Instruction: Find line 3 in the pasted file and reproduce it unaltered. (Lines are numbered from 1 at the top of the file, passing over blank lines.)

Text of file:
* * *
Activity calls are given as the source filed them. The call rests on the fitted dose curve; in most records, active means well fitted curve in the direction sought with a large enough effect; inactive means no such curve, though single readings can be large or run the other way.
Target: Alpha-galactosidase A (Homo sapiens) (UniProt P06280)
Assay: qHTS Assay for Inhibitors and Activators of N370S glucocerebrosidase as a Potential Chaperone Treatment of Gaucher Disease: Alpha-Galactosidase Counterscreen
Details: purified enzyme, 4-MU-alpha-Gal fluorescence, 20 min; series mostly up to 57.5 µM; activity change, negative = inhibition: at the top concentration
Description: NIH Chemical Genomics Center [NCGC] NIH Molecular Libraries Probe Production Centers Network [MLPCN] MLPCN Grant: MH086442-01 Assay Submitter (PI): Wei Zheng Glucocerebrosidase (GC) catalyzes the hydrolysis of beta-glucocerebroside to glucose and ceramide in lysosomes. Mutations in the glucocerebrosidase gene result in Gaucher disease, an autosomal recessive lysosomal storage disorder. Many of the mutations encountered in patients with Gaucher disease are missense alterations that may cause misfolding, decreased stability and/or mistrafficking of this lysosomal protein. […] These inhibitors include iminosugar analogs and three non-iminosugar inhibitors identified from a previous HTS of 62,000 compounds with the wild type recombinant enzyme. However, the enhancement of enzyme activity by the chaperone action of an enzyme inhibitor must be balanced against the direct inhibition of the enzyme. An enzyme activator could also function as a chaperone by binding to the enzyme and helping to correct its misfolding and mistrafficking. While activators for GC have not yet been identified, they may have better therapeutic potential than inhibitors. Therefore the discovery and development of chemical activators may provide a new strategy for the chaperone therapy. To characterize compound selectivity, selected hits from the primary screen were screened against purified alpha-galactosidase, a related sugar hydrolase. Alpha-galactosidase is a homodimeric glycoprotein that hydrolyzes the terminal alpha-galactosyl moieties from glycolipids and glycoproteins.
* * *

Assay: qHTS Assay for Inhibitors and Activators of N370S glucocerebrosidase as a Potential Chaperone Treatment of Gaucher Disease: Alpha-Galactosidase Counterscreen